The Islamic State terrorist group (IS) has confirmed the death of its leader Abu Bakr al-Baghdadi, media reported Tuesday, citing an IS statement.
According to the Al Sumaria News broadcaster, Al-Baghdadi is dead and his successor will be named soon.
On June 16, the Russian Defence Ministry said Al-Baghdadi was likely eliminated as a result of a Russian Aerospace Forces strike on a militant command post in the southern suburb of the city of Raqqa in late May.
The ministry noted that it was in the process of confirming the information through various channels.
Al-Baghdadi appeared in the media for the first time in 2014 when he declared the creation of a caliphate in the Middle East.
Since then, media outlets reported the death of the IS leader several times, but the reports were never confirmed.
A report on June 23 quoted experts as saying that if Al-Baghdadi was confirmed dead, he would likely be succeeded by one of his top two lieutenants: Iyad Al-Obaidi and Ayad Al-Jumaili.
Both were army officers under late Iraqi dictator, Saddam Hussein.
Experts on Islamist groups said they see no clear successor but regard Al-Obaidi and Al-Jumaili as the leading contenders, though neither would be likely to assume Baghdadi’s title of “caliph” or overall commander of Muslims.
Armed groups fighting in the region and U.S. officials say they have no evidence he is dead and many regional officials are skeptical about the reports of his death.
Obaidi, who is in his 50s, has been serving as war minister.
Jumaili, who is in his late 40s, is head of the group’s Amniya security agency.
In April Iraqi state TV said Jumaili had been killed, but that was not confirmed.
Both joined the Sunni Salafist insurgency in Iraq in 2003, following the U.S.-led invasion which Saddam and empowered Iraq’s Shi’ite majority.
They have been Baghdadi’s top aides since airstrikes in 2016 killed his then deputy Abu Ali al-Anbari, his Chechen war minister Abu Al-Shishani and his Syrian chief propagandist, Abu Al-Adnani.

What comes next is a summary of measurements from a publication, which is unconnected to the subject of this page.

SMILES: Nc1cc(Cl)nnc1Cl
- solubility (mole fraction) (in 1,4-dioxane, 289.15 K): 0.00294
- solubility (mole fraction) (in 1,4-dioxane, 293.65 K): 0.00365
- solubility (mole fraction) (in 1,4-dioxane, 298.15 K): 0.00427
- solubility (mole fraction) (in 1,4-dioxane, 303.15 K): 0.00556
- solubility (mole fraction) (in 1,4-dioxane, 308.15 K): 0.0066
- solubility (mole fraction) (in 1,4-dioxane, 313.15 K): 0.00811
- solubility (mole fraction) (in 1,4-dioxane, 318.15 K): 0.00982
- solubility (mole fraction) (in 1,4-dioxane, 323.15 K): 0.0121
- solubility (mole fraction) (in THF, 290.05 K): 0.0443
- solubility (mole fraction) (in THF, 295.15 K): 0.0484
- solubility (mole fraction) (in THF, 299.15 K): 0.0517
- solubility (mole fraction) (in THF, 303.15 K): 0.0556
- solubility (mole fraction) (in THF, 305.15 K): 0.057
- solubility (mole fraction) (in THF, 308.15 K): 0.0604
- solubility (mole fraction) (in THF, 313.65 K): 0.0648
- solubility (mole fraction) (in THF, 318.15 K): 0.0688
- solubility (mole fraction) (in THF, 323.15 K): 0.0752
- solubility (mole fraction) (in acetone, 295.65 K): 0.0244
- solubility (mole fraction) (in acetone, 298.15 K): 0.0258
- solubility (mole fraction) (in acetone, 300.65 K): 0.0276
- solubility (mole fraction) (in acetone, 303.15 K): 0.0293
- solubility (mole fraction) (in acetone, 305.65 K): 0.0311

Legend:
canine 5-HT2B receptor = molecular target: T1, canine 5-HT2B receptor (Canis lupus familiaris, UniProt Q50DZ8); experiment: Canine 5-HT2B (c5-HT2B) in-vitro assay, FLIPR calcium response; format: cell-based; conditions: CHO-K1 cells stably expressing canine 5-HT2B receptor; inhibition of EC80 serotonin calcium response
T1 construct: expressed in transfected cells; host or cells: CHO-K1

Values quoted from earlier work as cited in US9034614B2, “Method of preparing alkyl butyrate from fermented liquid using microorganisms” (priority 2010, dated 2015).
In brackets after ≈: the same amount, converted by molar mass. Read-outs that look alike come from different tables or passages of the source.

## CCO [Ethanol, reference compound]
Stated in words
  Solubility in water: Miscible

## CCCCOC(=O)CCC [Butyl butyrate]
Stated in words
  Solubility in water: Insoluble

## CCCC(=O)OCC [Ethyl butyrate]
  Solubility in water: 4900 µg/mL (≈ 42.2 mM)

“Jumaili recognises Obaidi as his senior but there is no clear successor and, depending on conditions, it can be either of the two (who succeeds Baghdadi),” said Hisham Al-Hashimi, who advises several Middle East governments on IS affairs.
Baghdadi awarded himself the title of caliph, the chief Muslim civil and religious ruler, regarded as the successor of the Prophet Mohammad, in 2014.
Obaidi or Jumaili would be unlikely to become caliph because they lack religious standing and Islamic State has lost much of its territory.
“They don’t belong to the Prophet Mohammed’s lineage. The group has no longer ‘a land to rule’ or ‘Ardh al-Tamkeen’.
“And none is well versed in Islamic theology,” said Fadhel Ragheef, another Iraqi expert on the extremist group.
“A caliph has to have an Ardh al-Tamkeen, which he rules in accordance with Islamic law. Failing that, the successor will just be recognized as the emir,” said Hashimi.
Emir is Arabic for prince, and is a title that jihadists often use to describe their leaders.
By contrast, Baghdadi, born as Ibrahim Awad al-Samarrai’ in 1971, comes from a family of preachers and studied Islamic law in Baghdad.
The appointment of the new leader would require the approval of an eight-member shoura council, an advisory body to the caliph.